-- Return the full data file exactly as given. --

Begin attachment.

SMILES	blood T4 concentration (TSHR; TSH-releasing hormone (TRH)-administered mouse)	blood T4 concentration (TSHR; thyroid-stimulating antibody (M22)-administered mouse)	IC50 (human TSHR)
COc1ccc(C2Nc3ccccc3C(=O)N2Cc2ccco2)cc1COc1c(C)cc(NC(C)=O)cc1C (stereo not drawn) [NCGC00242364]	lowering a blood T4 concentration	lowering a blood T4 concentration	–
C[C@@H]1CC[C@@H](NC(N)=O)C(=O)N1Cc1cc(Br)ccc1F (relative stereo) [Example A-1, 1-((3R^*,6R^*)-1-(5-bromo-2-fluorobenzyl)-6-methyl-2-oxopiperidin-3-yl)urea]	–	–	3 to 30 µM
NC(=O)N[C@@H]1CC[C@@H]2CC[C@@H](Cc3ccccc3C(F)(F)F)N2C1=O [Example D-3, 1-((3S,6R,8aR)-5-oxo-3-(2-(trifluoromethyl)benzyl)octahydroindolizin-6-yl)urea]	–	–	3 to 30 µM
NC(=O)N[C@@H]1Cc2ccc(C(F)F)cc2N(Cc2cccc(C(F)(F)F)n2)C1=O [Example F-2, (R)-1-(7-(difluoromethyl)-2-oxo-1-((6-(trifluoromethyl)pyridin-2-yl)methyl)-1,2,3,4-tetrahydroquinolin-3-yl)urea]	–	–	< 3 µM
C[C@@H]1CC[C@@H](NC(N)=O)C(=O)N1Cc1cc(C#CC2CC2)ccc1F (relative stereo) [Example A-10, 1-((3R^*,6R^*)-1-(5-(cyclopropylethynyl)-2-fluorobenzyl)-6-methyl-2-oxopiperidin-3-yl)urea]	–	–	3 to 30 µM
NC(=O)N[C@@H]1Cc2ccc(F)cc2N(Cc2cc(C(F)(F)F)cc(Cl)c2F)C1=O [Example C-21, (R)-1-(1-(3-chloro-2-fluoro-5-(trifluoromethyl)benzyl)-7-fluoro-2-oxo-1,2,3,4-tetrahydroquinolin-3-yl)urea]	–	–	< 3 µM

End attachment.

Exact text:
SMILES	blood T4 concentration (TSHR; TSH-releasing hormone (TRH)-administered mouse)	blood T4 concentration (TSHR; thyroid-stimulating antibody (M22)-administered mouse)	IC50 (human TSHR)
COc1ccc(C2Nc3ccccc3C(=O)N2Cc2ccco2)cc1COc1c(C)cc(NC(C)=O)cc1C (stereo not drawn) [NCGC00242364]	lowering a blood T4 concentration	lowering a blood T4 concentration	–
C[C@@H]1CC[C@@H](NC(N)=O)C(=O)N1Cc1cc(Br)ccc1F (relative stereo) [Example A-1, 1-((3R^*,6R^*)-1-(5-bromo-2-fluorobenzyl)-6-methyl-2-oxopiperidin-3-yl)urea]	–	–	3 to 30 µM
NC(=O)N[C@@H]1CC[C@@H]2CC[C@@H](Cc3ccccc3C(F)(F)F)N2C1=O [Example D-3, 1-((3S,6R,8aR)-5-oxo-3-(2-(trifluoromethyl)benzyl)octahydroindolizin-6-yl)urea]	–	–	3 to 30 µM
NC(=O)N[C@@H]1Cc2ccc(C(F)F)cc2N(Cc2cccc(C(F)(F)F)n2)C1=O [Example F-2, (R)-1-(7-(difluoromethyl)-2-oxo-1-((6-(trifluoromethyl)pyridin-2-yl)methyl)-1,2,3,4-tetrahydroquinolin-3-yl)urea]	–	–	< 3 µM
C[C@@H]1CC[C@@H](NC(N)=O)C(=O)N1Cc1cc(C#CC2CC2)ccc1F (relative stereo) [Example A-10, 1-((3R^*,6R^*)-1-(5-(cyclopropylethynyl)-2-fluorobenzyl)-6-methyl-2-oxopiperidin-3-yl)urea]	–	–	3 to 30 µM
NC(=O)N[C@@H]1Cc2ccc(F)cc2N(Cc2cc(C(F)(F)F)cc(Cl)c2F)C1=O [Example C-21, (R)-1-(1-(3-chloro-2-fluoro-5-(trifluoromethyl)benzyl)-7-fluoro-2-oxo-1,2,3,4-tetrahydroquinolin-3-yl)urea]	–	–	< 3 µM